Some ambush predators sometimes use systems to attract prey, such as appendages that mimic animals on which prey feeds (e.g., anglerfish, alligator turtle, etc.) or position themselves so that they can see prey in contrast against a bright background (Fish, Birds) or use traps that facilitate prey capture (e.g., spider webs, ant colonies, etc.).

Highly mobile and more evolved ambush predators (usually Vertebrates) are often able to learn the locations most frequented by prey and wait for them there; others (including some fish) that practice this method of hunting exclusively move periodically if prey is scarce. Deception, consisting of the masking of one’s identity or intentions, is a widely used expedient for approaching prey; the predator can in this case have the features of a species harmless to the prey (aggressive camouflage) or show disinterest for the prey, moving close to it quietly (so do the rats, when they try to capture small birds, but also other species) or keep closely attached to a species whose presence does not alarm the prey, as do some fish of the Aulostomiformes and Fistularidae that disguise their silhouette “riding” parrotfish or groupers.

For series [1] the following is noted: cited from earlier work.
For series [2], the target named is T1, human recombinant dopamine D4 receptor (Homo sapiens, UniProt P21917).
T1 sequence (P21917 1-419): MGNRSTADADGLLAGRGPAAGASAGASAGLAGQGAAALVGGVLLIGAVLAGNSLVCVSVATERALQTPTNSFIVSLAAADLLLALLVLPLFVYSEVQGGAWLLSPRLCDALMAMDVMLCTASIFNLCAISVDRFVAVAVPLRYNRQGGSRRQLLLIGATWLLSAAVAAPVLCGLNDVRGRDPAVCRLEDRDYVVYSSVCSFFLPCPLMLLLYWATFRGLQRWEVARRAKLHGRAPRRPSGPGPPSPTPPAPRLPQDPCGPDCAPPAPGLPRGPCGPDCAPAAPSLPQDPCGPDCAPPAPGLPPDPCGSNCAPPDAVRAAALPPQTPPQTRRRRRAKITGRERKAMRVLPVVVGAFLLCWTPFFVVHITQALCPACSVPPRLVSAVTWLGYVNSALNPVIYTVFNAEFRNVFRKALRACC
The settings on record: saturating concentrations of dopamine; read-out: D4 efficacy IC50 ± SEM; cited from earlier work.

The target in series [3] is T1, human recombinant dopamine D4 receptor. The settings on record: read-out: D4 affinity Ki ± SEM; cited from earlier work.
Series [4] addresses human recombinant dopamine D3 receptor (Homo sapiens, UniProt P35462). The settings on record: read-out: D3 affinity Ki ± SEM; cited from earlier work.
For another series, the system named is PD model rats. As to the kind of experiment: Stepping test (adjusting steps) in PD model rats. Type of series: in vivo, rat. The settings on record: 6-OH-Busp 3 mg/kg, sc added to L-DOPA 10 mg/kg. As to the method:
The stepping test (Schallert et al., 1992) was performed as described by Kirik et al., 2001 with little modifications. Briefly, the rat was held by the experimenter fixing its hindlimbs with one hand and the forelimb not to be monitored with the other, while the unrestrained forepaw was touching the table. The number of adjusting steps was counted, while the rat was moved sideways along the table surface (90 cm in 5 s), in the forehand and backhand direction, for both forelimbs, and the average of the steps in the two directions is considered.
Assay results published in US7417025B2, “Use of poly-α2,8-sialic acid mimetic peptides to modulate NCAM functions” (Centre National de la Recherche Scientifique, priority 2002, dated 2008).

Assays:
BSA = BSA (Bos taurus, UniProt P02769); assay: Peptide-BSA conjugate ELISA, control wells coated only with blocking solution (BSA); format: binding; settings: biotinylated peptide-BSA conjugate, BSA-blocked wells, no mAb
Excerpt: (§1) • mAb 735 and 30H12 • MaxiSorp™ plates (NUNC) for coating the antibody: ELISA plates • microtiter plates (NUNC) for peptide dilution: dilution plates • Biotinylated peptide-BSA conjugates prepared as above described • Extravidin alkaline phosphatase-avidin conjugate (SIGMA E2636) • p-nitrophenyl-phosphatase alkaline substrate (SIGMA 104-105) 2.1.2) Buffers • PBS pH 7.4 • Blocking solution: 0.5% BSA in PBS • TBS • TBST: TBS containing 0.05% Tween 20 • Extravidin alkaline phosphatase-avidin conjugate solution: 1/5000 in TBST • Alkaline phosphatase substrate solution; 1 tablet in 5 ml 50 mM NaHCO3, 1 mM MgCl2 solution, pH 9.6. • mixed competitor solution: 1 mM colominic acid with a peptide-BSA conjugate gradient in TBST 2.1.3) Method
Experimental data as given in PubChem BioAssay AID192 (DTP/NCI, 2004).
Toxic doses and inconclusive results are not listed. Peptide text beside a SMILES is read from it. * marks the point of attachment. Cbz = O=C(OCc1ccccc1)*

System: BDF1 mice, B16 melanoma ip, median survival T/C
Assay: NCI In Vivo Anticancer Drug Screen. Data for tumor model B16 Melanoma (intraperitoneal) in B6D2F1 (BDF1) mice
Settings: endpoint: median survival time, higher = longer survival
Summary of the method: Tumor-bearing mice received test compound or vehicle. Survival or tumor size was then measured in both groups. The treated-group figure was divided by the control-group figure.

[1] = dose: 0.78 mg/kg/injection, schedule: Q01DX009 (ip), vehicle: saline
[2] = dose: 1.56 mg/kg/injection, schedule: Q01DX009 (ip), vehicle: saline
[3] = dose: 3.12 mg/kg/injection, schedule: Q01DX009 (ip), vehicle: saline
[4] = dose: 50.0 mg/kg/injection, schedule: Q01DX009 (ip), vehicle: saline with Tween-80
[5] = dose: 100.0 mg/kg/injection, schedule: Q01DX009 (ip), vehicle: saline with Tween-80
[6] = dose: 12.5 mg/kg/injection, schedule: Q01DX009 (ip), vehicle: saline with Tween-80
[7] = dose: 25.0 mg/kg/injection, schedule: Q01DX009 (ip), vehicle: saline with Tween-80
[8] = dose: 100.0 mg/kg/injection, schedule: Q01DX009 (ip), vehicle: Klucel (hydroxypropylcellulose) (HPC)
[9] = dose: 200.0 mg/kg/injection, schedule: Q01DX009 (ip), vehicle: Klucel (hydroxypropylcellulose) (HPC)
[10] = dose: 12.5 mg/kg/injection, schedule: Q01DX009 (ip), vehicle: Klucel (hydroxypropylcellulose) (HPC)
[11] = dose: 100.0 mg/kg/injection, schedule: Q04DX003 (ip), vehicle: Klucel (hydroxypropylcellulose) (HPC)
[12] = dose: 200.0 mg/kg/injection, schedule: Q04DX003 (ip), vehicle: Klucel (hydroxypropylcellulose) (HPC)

An interesting fact is that man intentionally uses camouflage for the purpose of predation either by masking himself with skins of animals whose presence does not alarm prey or by using fake baits that imitate animals attractive to them. The pursuit hunt, mainly practiced by Fishes, Birds and Mammals, can be preceded by approach maneuvers, and it is based either on the speed of the predator (for example Fishes, Birds, Felids) or on its resistance (for example Canids, Hyenids); the speed is not necessarily the maximum possible, but it can be greatly accelerated in the moments immediately preceding the capture through the protrusion of the mouth (Fishes) or of the legs (birds of prey), etc.